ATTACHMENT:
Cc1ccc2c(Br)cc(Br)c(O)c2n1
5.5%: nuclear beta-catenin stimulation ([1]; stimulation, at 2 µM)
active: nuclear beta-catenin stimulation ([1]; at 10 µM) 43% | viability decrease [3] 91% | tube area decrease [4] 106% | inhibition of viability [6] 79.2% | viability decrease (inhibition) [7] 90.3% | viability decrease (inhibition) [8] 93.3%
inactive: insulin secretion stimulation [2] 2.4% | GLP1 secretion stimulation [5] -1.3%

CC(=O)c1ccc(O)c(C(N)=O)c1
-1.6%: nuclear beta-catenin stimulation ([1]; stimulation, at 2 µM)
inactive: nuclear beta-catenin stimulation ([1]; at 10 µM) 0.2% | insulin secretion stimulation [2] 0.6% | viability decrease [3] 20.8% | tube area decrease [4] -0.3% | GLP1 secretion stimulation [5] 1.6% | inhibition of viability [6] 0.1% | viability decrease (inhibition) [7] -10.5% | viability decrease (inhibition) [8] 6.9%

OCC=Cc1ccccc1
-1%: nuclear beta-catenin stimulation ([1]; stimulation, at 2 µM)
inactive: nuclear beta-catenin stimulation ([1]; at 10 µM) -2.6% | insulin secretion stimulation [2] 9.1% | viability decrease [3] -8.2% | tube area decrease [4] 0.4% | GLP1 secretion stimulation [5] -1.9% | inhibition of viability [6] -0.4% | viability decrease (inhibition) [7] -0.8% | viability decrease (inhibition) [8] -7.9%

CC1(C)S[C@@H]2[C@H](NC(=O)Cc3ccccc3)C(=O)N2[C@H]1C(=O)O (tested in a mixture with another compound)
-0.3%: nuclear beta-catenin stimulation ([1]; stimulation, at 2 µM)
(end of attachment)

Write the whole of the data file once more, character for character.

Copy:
Cc1ccc2c(Br)cc(Br)c(O)c2n1
5.5%: nuclear beta-catenin stimulation ([1]; stimulation, at 2 µM)
active: nuclear beta-catenin stimulation ([1]; at 10 µM) 43% | viability decrease [3] 91% | tube area decrease [4] 106% | inhibition of viability [6] 79.2% | viability decrease (inhibition) [7] 90.3% | viability decrease (inhibition) [8] 93.3%
inactive: insulin secretion stimulation [2] 2.4% | GLP1 secretion stimulation [5] -1.3%

CC(=O)c1ccc(O)c(C(N)=O)c1
-1.6%: nuclear beta-catenin stimulation ([1]; stimulation, at 2 µM)
inactive: nuclear beta-catenin stimulation ([1]; at 10 µM) 0.2% | insulin secretion stimulation [2] 0.6% | viability decrease [3] 20.8% | tube area decrease [4] -0.3% | GLP1 secretion stimulation [5] 1.6% | inhibition of viability [6] 0.1% | viability decrease (inhibition) [7] -10.5% | viability decrease (inhibition) [8] 6.9%

OCC=Cc1ccccc1
-1%: nuclear beta-catenin stimulation ([1]; stimulation, at 2 µM)
inactive: nuclear beta-catenin stimulation ([1]; at 10 µM) -2.6% | insulin secretion stimulation [2] 9.1% | viability decrease [3] -8.2% | tube area decrease [4] 0.4% | GLP1 secretion stimulation [5] -1.9% | inhibition of viability [6] -0.4% | viability decrease (inhibition) [7] -0.8% | viability decrease (inhibition) [8] -7.9%

CC1(C)S[C@@H]2[C@H](NC(=O)Cc3ccccc3)C(=O)N2[C@H]1C(=O)O (tested in a mixture with another compound)
-0.3%: nuclear beta-catenin stimulation ([1]; stimulation, at 2 µM)